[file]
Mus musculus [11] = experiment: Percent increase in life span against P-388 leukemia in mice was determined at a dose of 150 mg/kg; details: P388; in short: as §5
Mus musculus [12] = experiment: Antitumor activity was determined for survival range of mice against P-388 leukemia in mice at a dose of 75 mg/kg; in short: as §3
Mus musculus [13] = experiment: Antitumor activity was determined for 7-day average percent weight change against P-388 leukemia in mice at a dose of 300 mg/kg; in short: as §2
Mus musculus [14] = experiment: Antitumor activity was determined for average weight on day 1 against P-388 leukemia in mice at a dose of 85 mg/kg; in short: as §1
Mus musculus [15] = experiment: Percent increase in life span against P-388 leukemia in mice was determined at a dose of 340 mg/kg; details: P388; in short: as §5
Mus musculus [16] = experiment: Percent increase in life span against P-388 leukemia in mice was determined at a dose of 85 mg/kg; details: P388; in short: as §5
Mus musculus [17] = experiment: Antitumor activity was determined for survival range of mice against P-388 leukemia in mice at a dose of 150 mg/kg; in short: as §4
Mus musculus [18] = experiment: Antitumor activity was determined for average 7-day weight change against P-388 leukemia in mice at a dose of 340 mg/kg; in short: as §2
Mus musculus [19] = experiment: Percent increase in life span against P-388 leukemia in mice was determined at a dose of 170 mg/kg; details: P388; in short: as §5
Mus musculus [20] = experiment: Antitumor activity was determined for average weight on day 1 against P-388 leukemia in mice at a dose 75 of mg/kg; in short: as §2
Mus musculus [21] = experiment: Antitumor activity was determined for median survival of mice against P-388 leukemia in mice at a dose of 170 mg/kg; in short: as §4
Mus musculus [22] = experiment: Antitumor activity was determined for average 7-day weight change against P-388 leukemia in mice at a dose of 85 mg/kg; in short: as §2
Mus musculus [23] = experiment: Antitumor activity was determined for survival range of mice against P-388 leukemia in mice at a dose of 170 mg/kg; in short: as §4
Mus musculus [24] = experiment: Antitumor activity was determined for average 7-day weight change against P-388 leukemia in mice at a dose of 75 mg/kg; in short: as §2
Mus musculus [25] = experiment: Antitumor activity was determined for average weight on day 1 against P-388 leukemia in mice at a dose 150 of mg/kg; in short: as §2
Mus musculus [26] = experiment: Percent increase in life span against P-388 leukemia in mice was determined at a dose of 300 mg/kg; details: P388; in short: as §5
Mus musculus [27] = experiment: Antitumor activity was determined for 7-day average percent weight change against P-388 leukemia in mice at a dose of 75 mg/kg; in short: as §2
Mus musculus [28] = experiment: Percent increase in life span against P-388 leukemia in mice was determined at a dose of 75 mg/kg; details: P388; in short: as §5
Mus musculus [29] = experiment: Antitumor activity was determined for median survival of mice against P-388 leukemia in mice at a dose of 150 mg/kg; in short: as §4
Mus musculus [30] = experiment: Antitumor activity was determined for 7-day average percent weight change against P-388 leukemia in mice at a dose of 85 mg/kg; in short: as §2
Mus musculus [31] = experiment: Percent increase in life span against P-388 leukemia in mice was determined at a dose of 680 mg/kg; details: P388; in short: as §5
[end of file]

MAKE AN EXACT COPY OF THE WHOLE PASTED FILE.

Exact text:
Mus musculus [11] = experiment: Percent increase in life span against P-388 leukemia in mice was determined at a dose of 150 mg/kg; details: P388; in short: as §5
Mus musculus [12] = experiment: Antitumor activity was determined for survival range of mice against P-388 leukemia in mice at a dose of 75 mg/kg; in short: as §3
Mus musculus [13] = experiment: Antitumor activity was determined for 7-day average percent weight change against P-388 leukemia in mice at a dose of 300 mg/kg; in short: as §2
Mus musculus [14] = experiment: Antitumor activity was determined for average weight on day 1 against P-388 leukemia in mice at a dose of 85 mg/kg; in short: as §1
Mus musculus [15] = experiment: Percent increase in life span against P-388 leukemia in mice was determined at a dose of 340 mg/kg; details: P388; in short: as §5
Mus musculus [16] = experiment: Percent increase in life span against P-388 leukemia in mice was determined at a dose of 85 mg/kg; details: P388; in short: as §5
Mus musculus [17] = experiment: Antitumor activity was determined for survival range of mice against P-388 leukemia in mice at a dose of 150 mg/kg; in short: as §4
Mus musculus [18] = experiment: Antitumor activity was determined for average 7-day weight change against P-388 leukemia in mice at a dose of 340 mg/kg; in short: as §2
Mus musculus [19] = experiment: Percent increase in life span against P-388 leukemia in mice was determined at a dose of 170 mg/kg; details: P388; in short: as §5
Mus musculus [20] = experiment: Antitumor activity was determined for average weight on day 1 against P-388 leukemia in mice at a dose 75 of mg/kg; in short: as §2
Mus musculus [21] = experiment: Antitumor activity was determined for median survival of mice against P-388 leukemia in mice at a dose of 170 mg/kg; in short: as §4
Mus musculus [22] = experiment: Antitumor activity was determined for average 7-day weight change against P-388 leukemia in mice at a dose of 85 mg/kg; in short: as §2
Mus musculus [23] = experiment: Antitumor activity was determined for survival range of mice against P-388 leukemia in mice at a dose of 170 mg/kg; in short: as §4
Mus musculus [24] = experiment: Antitumor activity was determined for average 7-day weight change against P-388 leukemia in mice at a dose of 75 mg/kg; in short: as §2
Mus musculus [25] = experiment: Antitumor activity was determined for average weight on day 1 against P-388 leukemia in mice at a dose 150 of mg/kg; in short: as §2
Mus musculus [26] = experiment: Percent increase in life span against P-388 leukemia in mice was determined at a dose of 300 mg/kg; details: P388; in short: as §5
Mus musculus [27] = experiment: Antitumor activity was determined for 7-day average percent weight change against P-388 leukemia in mice at a dose of 75 mg/kg; in short: as §2
Mus musculus [28] = experiment: Percent increase in life span against P-388 leukemia in mice was determined at a dose of 75 mg/kg; details: P388; in short: as §5
Mus musculus [29] = experiment: Antitumor activity was determined for median survival of mice against P-388 leukemia in mice at a dose of 150 mg/kg; in short: as §4
Mus musculus [30] = experiment: Antitumor activity was determined for 7-day average percent weight change against P-388 leukemia in mice at a dose of 85 mg/kg; in short: as §2
Mus musculus [31] = experiment: Percent increase in life span against P-388 leukemia in mice was determined at a dose of 680 mg/kg; details: P388; in short: as §5